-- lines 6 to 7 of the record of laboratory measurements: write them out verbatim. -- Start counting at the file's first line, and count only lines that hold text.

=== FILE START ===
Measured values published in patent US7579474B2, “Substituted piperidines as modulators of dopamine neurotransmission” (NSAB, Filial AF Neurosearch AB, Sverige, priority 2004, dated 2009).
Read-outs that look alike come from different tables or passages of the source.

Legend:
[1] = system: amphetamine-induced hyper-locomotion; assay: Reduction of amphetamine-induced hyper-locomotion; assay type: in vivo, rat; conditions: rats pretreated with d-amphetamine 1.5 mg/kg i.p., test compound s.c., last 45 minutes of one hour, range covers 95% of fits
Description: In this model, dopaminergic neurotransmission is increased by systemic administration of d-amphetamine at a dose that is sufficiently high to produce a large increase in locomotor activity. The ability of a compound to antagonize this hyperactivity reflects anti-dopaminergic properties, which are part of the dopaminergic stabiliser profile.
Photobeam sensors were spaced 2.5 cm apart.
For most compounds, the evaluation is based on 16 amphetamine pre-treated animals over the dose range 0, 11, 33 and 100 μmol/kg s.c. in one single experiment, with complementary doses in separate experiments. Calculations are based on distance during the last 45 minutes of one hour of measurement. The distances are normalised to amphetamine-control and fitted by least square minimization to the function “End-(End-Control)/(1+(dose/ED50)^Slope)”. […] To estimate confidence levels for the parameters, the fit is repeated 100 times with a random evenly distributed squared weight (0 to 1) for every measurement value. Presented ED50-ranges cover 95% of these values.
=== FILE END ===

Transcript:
Photobeam sensors were spaced 2.5 cm apart.
For most compounds, the evaluation is based on 16 amphetamine pre-treated animals over the dose range 0, 11, 33 and 100 μmol/kg s.c. in one single experiment, with complementary doses in separate experiments. Calculations are based on distance during the last 45 minutes of one hour of measurement. The distances are normalised to amphetamine-control and fitted by least square minimization to the function “End-(End-Control)/(1+(dose/ED50)^Slope)”. […] To estimate confidence levels for the parameters, the fit is repeated 100 times with a random evenly distributed squared weight (0 to 1) for every measurement value. Presented ED50-ranges cover 95% of these values.